Currently however (and actually pretty often for the past few years) Disney are doing a deal on their 14 day Ultimate ticket, and price matching it to the Premiums, so it makes these Premium tickets practically redundant.
These are available for 14 or 21 days. They give you unlimited access to the parks, and unlimited access to the 2 Disney water parks, Disney’s Wide World of Sports Complex, DisneyQuest or Disney’s Oak Trail Golf Course over the 14 or 21 day period (which starts on the first day of use). Currently at £220 (around $355) for a 14 day ticket, they are excellent value for money – about the equivalent of a Magic Your Way 3 day + hopper + water parks ticket. The 21 day ticket is currently £259 (about $420) – roughly equivalent to a Magic Your Way 10 day + hopper + water parks ticket. Clearly, both of these are great deals.
But again, it is only good value if you will actually use sufficient days and the park hopping and the water parks. Without the water parks or hopping, a 10 day ticket is roughly £191 (including tax). If you need to save money, this can be a good way of doing so.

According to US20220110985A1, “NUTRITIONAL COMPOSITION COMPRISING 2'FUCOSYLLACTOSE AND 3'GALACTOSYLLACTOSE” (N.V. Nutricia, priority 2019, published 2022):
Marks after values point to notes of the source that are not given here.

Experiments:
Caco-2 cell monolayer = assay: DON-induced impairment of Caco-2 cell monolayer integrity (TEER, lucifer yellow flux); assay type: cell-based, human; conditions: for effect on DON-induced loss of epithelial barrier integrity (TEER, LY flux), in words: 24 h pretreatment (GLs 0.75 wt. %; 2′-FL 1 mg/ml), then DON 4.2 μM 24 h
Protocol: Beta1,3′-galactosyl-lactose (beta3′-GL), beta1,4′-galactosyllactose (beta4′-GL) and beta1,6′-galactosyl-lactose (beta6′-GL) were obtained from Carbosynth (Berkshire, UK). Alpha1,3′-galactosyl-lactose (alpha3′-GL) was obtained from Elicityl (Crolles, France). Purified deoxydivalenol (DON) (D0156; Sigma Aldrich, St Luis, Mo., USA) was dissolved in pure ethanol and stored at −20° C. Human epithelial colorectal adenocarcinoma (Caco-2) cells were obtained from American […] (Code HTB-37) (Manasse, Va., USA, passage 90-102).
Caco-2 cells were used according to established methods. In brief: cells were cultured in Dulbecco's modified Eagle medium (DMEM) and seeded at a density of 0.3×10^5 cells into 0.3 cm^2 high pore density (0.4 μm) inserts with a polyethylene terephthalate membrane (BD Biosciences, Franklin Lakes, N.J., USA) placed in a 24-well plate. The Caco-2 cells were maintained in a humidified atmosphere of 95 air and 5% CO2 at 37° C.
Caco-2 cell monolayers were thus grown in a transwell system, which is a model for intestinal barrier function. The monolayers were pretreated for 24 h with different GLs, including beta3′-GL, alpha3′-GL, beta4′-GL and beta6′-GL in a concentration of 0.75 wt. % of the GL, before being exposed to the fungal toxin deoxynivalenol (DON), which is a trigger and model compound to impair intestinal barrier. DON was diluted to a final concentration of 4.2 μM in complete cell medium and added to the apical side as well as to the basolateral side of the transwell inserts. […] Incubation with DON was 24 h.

If you want to price up the different options, the Walt Disney World website will give you the latest prices. It is important that you do so as Disney do occasionally change the prices of the UK tickets, depending on promotions. In the UK, the price also depends on the year that you plan to use them (and you can’t use 2011 tickets in 2012, unless you’re there over the New Year and start them in 2011). In the US, ticket prices go up in the summer (and have just done so) but once purchased, there is no expiry date so no limit on when you can start to to use these – you can buy them now for use in three years time if you wish. I’ve also used the 2011 prices in my examples – but if you’re purchasing in the first half of the year, when the UK prices have risen, but the US prices haven’t yet, your savings in comparison will be less. You can access the pricing for the US Magic Your Way tickets on the official website too – just scroll to the bottom of the homepage, and under ‘Select an International Version’ pick ‘USA: English’. The site will look very similar, but when you navigate to the tickets section, it will provide the details for the Magic Your Way tickets. That also should work in reverse if you’re in the USA.